Last Child In The Woods

The lives of our kids are so much different than ours were.  Not just slightly different either, hugely different.  I was telling my kids stories about it the other day, as I often do.  One day they’ll get tired of hearing “When I was a kid …”, but they haven’t yet.  Anyway, I was telling my kids about how we used to skate on the Cow Pond when we were kids.  I didn’t realize how city-fied they are until they said “Why would you skate on … a pond?”.  Yeah, I’ll have to work on that.

I told them the story of when I fell through the ice at the Cow Pond.  The water was only waist-deep so it wasn’t a terribly traumatic event.  I just climbed back up with the help of my friends, all of us giggling the entire time, and trudged home sopping wet.  I was offered a skidoo lift back home from our much older, very good looking neighbour, but being the independent self-conscious preteen that I was, I declined.

And I’ve told them about climbing trees and building forts (like the semi-subterranean fort my brother built) and playing hide-and-seek in the woods, but they really won’t get to experience that themselves.  Sure, Grampa built a tree fort at his place for them to play in and they love the tree swing there, but it’s not the same.  Gone are the days when kids would spend hours alone in the forest, playing, scheming, strategizing, planning, building, and creating.  When the kids are in the fort at Grampa’s, one of us adults is always glancing out the window to make sure the kids are still okay.

So that’s why I was interested to read Last Child In The Woods.  I read it a couple of years ago while doing home daycare, and it really opened my eyes to the opportunities we’re keeping from our kids.  I had a plastic jungle in my backyard for the daycare kiddos.  It looked like Little Tikes threw up, and while the kids enjoyed playing in all of the playhouses, climbers and slides, I couldn’t help but feel they were missing the point of “outdoor time”.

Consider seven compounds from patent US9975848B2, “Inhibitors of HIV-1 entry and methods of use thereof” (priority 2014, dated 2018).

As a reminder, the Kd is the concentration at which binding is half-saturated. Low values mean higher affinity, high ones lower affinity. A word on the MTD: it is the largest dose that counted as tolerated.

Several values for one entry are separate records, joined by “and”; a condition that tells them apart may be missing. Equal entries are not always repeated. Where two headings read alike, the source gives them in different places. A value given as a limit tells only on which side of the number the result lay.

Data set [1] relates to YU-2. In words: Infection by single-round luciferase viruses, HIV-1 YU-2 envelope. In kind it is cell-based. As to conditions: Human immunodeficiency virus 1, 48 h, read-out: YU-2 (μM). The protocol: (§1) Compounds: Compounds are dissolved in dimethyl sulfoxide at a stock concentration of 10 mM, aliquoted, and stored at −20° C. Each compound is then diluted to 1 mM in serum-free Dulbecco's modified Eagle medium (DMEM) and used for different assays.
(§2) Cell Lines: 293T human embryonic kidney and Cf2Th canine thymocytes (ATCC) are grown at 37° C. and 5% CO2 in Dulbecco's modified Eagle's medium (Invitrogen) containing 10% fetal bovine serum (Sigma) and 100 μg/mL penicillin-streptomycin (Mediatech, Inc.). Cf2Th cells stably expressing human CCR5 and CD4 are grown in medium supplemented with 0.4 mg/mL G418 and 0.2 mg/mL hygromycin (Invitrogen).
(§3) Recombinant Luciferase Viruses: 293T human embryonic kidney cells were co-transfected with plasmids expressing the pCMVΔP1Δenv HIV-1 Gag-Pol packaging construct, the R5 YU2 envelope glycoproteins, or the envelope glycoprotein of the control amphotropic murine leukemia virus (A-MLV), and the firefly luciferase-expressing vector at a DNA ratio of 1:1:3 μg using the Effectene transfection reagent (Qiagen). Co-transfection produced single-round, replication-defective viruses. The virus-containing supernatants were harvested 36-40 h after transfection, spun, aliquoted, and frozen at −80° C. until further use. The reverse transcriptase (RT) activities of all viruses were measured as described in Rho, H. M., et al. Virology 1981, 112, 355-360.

We always spent a lot of time walking through the fields out back, watching tadpoles and Red-Winged Blackbirds, and listening to cicadas and crickets, but I wanted to bring that experience closer to home, especially when the developers invaded our fields out back.

GEDSC DIGITAL CAMERAThe result was our natural playscape experiment, and the kids seemed to really enjoy it.  They went home a lot messier, that’s for sure.  But in the meantime they had exercised their imaginations and their creativity, all five senses had been challenged, and they had experimented with physics and biology.


Last Child In The Woods is a brilliant argument for bringing nature back into the forefront as an essential ingredient in the development of all children.  I always noticed a huge difference in the behaviour of the kiddos while we were outside, and the author, Richard Louv confirms this in his experience too, in the chapter Nature-Deficit Disorder and the Restorative Environment.  It’s an interesting connection – that of certain childhood disorders being treated with more exposure to nature.  And it’s not just by burning off energy by running through fields or climbing trees.  Even laying in the tall grass or watching tiny insects outside in their natural environment can have the same affect on hyperactivity or attention issues, according to Louv.

I found this myself when I took my own kids to the beach last week.  They may have been fully outfitted in winter gear, but their bickering and boredom was quenched the second they got out of the van and saw those frozen waves stretching up and down the beach.  They ran and jumped off of the waves, but they also sat and peered into smooth crystal balls of frozen water, strained to see the water below the cracks in the ice, and climbed snow formations like they were climbing Mount Kilimanjaro.  I was the one who had to drag them home with promises of hot chocolate when I couldn’t feel my legs any longer.  That foray into nature in the dead of winter gave them exactly what they were unconsciously craving and what they really needed that day.

If you have kids, give this book a read.  Even in our busy, non-stop, whirlwind lives, we need to carve out some time for our kids to experience nature in it’s purest sense.  Running up and down a soccer field is great, but it doesn’t count.  Kids need to have the experience of free exploration, muddy hands and dirty feet.  Last Child In The Woods is a great place to start!



PS – Here’s a great online resource for when you’re stuck inside because of bad weather: the Nature Sounds website allows you to choose and mix various nature sounds.  Playing this while my daycare kiddos were stuck inside had an amazing impact on their indoor play habits!  They were much calmer, didn’t get as stir crazy and were much more relaxed than if I had played kids music 😉

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